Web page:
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The Many Facets of Reproductive Endocrinology

Session 120

Dr. Alex Polotsky, Reproductive Endocrinologist and Infertility (REI) specialist and infertility fellowship director, feels very fortunate to provide fertility care for women and families. Listen to find out why!

If you’re interested in OB/GYN and REI, this is will be a great episode for you. And even if you’re not, hearing from a program director will give you some insight into your future applications for a specialty.

If you haven’t yet, do check out all our other podcasts on Meded Media and please feel free to share our resources to premeds, medical students, or your colleagues.

[01:20] Interest in REI

Alex got interested in REI during the second year of medical school when he got to attend a class in reproductive health, particularly reproductive hormones. The course leader ended up being his mentor. 

What drew him to the field is this unique combination of medical management and surgical procedures, as well as psychological concerns that have to be addressed adequately. 

'It's a unique combination of a variety of factors where you can do highly specialized care, but at the same time, establish a very close and personal relationship with the patient.'Click To Tweet

A lot of times, your preconceived notions going into medical school don’t pan out. He initially thought he was going to be interested in being an internal medicine doctor. But he realized he was much more driven to a field where he could have final authority in a relatively narrow but specialized area. 

When he was doing his clinical rotations, he realized he wanted to be a narrow expert as opposed to having broad expertise.

[04:40] Traits that Lead to Being a Good REI Specialist

You have to be comfortable with the psychological aspect of patient care. Approach it in a way that the patient is in the driver’s seat. Be able to listen to the concerns of the patient. Understand that often enough, they’re frustrated and confused. They will often complain and be unhappy.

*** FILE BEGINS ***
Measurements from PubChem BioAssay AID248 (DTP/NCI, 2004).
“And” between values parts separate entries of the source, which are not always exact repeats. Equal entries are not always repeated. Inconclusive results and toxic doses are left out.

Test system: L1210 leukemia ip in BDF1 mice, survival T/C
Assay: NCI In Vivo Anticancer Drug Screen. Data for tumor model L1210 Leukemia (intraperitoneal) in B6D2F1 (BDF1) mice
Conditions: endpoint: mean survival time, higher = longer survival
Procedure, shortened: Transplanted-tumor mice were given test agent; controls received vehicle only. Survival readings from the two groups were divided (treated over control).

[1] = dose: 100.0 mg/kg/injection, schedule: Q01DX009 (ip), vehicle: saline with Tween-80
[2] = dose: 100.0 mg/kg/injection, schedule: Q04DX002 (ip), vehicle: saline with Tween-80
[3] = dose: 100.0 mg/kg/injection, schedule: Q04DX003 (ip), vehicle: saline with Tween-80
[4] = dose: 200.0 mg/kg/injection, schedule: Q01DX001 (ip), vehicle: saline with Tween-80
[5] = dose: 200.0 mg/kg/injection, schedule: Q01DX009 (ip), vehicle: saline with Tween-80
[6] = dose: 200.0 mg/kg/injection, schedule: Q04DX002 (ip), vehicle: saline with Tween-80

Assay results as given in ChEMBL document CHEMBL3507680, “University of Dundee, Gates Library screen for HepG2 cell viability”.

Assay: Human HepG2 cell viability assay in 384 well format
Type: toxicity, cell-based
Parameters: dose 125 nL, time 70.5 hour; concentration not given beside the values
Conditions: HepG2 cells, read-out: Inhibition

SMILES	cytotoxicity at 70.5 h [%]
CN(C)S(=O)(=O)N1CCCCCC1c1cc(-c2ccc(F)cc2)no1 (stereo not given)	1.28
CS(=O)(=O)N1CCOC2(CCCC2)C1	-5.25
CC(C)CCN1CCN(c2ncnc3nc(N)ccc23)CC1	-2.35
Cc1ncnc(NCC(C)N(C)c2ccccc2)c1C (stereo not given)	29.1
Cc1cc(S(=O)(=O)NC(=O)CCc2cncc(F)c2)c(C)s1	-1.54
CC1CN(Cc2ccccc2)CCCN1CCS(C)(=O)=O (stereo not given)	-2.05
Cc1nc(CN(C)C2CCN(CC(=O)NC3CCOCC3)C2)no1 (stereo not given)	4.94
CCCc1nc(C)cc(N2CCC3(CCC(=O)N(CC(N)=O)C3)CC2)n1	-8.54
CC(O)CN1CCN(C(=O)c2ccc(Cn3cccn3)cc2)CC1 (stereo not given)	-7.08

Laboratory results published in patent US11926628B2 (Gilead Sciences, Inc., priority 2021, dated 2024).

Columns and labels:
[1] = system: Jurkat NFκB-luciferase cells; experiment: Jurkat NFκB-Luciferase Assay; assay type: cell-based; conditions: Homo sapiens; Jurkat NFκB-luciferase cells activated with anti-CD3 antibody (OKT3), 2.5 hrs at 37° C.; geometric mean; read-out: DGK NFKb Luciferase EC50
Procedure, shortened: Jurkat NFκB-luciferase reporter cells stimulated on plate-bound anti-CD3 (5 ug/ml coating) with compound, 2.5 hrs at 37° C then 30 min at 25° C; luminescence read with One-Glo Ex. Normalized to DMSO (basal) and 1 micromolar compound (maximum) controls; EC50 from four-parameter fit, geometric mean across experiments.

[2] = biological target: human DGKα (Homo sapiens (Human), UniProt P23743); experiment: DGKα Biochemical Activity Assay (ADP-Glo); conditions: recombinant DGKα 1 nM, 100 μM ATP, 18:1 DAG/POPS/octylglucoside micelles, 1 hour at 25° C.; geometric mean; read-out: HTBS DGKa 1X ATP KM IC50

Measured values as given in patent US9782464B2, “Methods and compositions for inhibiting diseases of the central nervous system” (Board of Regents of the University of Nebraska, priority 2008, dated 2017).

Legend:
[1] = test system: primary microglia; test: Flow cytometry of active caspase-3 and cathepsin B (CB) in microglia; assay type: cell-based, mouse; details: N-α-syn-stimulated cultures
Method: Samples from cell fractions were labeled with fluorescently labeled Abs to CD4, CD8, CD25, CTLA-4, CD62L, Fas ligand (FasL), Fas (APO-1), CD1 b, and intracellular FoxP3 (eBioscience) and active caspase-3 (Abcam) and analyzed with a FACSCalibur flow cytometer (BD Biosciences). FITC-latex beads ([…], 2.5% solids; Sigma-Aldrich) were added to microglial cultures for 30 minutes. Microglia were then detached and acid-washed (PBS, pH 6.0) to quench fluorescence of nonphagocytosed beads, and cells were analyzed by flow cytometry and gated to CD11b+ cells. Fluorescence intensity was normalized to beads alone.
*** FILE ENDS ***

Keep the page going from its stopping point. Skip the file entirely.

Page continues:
'Make sure you address the psychological underpinning of delivering healthcare.'Click To Tweet

[07:20] Types of Patients and Typical Week

REI specialists deal with complicated medical management and sophisticated surgical interventions. People come from all walks of life. Some may already have an understanding as to why they have infertility issues. Others don’t. 

Alex is involved in academic practice. He sees patients usually about 3-4 days a week. This includes ultrasounds, new patient encounters, follow-ups, office procedures, surgical procedures (either in the IVF lab or the O.R.). 

He also does administrative duties being in charge of their division in the medical school. He does a fair amount of research and directs the fellowship.

[11:17] Academic vs. Community Setting

Alex chose the academic route versus the community setting. He believes you have to provide excellence in clinical care, being attentive to the needs of the patients. But there are also aspects of care amenable to either clinical research trials or attempts to understand the pathology of a condition better. 

[12:15] Taking Calls and Work-Life Balance

Alex shares weekend calls with other faculty members. This could take around 3-4 hours or sometimes longer in the office. They don’t have a lot of emergencies. 

If they do, it would be related to an abnormal pregnancy that requires surgical intervention. Or it could be complications of fertility treatments.

'There's not a lot of house call. But there is a fair amount of weekends.'Click To Tweet